Government Open Source Policy Lacks Teeth

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The UK government’s open source policy is not policed effectively, leaving UK public sector in thrall to greedy proprietary software vendors, according to open source leaders

Open source users and vendors called for more teeth to the UK government’s open source strategy at a round-table meeting this week, saying that the policy is simply being ignored.

“The UK has one of the best-written policies out there — the problem is policing it,” said Steve Shine, vice president of worldwide operations at Ingres. The problem is that large procurements simply ignore it, and this is not being picked up, he said.

In February, the UK government said it intended to use open source to save £600 million a year, and published guidelines – but despite this, the UK lags badly at open source, using it less than countries like Mali, according to open source activists.

While other countries have policies that explicity set aside government budget for open source products (Hungary has specified 25 percent, for instance) the UK puts the emphasis on “fitness for purpose” and “value for money”, said Shine. It also requires vendors to include the cost of getting any data out of their systems, which in theory should prevent proprietary lock-in.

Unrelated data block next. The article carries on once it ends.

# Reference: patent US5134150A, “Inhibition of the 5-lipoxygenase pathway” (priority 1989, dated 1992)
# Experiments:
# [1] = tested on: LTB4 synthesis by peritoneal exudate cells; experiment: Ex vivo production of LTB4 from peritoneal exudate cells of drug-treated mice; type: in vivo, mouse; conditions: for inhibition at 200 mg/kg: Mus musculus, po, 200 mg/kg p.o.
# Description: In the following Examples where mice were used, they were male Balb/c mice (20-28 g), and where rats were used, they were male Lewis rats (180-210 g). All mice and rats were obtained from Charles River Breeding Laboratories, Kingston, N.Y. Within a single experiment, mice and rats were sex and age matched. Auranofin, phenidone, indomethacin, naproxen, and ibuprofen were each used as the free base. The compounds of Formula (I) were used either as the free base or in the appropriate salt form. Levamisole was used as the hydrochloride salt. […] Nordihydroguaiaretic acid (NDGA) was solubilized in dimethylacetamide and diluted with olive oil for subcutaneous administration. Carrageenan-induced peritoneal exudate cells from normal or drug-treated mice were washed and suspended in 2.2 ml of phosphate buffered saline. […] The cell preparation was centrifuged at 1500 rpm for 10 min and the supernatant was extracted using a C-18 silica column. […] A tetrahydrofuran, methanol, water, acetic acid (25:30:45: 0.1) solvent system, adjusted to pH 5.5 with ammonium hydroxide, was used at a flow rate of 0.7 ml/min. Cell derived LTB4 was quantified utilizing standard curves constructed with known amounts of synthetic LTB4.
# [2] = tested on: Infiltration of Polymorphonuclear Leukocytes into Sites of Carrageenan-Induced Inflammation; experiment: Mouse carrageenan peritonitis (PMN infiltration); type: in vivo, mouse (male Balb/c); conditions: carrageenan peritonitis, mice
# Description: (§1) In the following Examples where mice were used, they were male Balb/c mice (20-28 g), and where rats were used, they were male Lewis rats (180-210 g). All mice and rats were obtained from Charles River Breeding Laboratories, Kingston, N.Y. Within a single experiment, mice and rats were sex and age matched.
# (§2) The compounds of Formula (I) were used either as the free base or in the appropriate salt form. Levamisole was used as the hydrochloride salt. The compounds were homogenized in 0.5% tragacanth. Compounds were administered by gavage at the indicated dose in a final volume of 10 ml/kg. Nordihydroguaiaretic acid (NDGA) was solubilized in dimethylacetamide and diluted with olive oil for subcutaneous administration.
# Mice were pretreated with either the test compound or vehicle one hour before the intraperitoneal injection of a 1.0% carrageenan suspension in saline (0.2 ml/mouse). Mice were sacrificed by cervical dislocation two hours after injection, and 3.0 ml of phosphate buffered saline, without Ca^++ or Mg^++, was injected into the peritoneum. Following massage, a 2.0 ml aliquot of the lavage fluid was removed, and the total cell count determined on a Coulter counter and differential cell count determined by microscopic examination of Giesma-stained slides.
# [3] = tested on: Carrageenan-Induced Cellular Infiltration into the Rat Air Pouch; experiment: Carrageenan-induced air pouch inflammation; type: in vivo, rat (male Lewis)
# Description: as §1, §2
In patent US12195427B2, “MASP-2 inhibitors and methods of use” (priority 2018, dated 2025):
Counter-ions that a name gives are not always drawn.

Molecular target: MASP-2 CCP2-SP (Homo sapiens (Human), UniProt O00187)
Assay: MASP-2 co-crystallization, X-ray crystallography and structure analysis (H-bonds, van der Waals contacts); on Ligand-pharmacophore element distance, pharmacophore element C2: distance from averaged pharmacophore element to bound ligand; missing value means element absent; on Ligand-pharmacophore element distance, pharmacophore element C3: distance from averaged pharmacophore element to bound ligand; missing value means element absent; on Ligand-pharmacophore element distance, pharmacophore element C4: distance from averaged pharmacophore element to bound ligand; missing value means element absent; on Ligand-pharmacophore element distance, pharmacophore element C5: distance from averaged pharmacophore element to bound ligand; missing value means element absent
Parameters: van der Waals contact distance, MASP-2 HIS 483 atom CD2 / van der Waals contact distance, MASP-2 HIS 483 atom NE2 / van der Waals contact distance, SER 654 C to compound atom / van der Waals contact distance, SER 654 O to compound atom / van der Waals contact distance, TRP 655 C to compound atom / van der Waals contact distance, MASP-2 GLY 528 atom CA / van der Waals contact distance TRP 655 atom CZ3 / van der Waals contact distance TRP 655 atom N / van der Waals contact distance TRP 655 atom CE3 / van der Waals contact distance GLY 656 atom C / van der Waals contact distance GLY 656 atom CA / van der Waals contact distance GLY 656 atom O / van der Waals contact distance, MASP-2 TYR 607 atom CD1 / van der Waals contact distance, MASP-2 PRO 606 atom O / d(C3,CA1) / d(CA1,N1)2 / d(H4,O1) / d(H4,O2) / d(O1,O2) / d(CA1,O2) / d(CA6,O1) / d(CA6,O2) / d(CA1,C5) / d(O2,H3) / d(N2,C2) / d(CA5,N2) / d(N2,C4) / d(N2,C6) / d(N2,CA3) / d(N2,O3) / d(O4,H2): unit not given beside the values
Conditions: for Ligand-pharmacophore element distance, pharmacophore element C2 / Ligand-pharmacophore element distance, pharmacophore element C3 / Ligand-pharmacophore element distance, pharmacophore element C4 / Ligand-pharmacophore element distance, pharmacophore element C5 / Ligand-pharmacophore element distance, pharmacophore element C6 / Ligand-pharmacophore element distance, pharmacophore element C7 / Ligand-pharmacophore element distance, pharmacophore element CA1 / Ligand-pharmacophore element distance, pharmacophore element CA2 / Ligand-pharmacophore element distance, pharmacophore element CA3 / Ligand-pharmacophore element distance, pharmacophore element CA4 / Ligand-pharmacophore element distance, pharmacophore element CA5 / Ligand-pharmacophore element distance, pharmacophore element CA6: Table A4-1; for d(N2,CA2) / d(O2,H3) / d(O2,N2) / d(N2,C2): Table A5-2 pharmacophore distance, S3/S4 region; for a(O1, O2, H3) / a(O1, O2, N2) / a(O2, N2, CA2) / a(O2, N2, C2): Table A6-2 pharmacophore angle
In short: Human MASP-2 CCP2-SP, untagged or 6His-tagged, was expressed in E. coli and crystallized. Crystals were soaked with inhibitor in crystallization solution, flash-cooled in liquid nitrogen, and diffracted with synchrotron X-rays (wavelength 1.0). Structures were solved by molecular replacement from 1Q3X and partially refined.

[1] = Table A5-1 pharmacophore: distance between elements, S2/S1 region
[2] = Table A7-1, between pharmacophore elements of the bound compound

Open source vendors are confident they can excel on these measures, but the nature of public sector contracts, and the prevalence of “all you can eat” site licences makes it difficult to introduce open source incrementally, he said.

Despite this, public sector users who have adopted open source solutions are keen to sing its praises – in particular its scalability. Islington Council has 4000 users on an Alfresco open source document management system, said the council’s CIO, Jeremy Tuck: “We could not have rolled out Documentum to 4000 seats. It costs £450 per seat, with an annual support charge of £65.”

Despite calling for more policing of government open source policies, Shine had few concrete recommendations. At this stage, he said, procurements managers simply don’t understand how to procure open source projects, and proprietary vendors can charge low incremental costs for additional software.

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